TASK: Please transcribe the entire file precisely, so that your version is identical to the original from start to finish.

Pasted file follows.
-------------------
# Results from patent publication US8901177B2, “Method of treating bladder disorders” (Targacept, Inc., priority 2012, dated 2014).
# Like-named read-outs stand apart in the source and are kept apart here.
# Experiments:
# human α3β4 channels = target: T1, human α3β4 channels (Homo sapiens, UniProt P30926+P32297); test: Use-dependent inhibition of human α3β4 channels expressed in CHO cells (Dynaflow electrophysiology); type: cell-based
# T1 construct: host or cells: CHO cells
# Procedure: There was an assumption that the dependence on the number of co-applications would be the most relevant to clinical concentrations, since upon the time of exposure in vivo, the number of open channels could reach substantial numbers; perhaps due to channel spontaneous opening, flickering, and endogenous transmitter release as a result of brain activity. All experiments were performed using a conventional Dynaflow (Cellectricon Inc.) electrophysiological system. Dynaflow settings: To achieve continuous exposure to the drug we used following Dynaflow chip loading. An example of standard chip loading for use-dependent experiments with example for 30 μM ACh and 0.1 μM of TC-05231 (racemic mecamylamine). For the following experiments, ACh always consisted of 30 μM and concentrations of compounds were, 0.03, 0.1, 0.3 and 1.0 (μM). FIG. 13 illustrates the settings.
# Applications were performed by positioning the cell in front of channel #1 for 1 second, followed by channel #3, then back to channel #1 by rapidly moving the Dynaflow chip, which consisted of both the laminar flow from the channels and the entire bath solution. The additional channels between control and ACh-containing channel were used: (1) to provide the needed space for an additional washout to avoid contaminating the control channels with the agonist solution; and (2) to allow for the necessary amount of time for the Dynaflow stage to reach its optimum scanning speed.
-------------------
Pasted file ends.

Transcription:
# Results from patent publication US8901177B2, “Method of treating bladder disorders” (Targacept, Inc., priority 2012, dated 2014).
# Like-named read-outs stand apart in the source and are kept apart here.
# Experiments:
# human α3β4 channels = target: T1, human α3β4 channels (Homo sapiens, UniProt P30926+P32297); test: Use-dependent inhibition of human α3β4 channels expressed in CHO cells (Dynaflow electrophysiology); type: cell-based
# T1 construct: host or cells: CHO cells
# Procedure: There was an assumption that the dependence on the number of co-applications would be the most relevant to clinical concentrations, since upon the time of exposure in vivo, the number of open channels could reach substantial numbers; perhaps due to channel spontaneous opening, flickering, and endogenous transmitter release as a result of brain activity. All experiments were performed using a conventional Dynaflow (Cellectricon Inc.) electrophysiological system. Dynaflow settings: To achieve continuous exposure to the drug we used following Dynaflow chip loading. An example of standard chip loading for use-dependent experiments with example for 30 μM ACh and 0.1 μM of TC-05231 (racemic mecamylamine). For the following experiments, ACh always consisted of 30 μM and concentrations of compounds were, 0.03, 0.1, 0.3 and 1.0 (μM). FIG. 13 illustrates the settings.
# Applications were performed by positioning the cell in front of channel #1 for 1 second, followed by channel #3, then back to channel #1 by rapidly moving the Dynaflow chip, which consisted of both the laminar flow from the channels and the entire bath solution. The additional channels between control and ACh-containing channel were used: (1) to provide the needed space for an additional washout to avoid contaminating the control channels with the agonist solution; and (2) to allow for the necessary amount of time for the Dynaflow stage to reach its optimum scanning speed.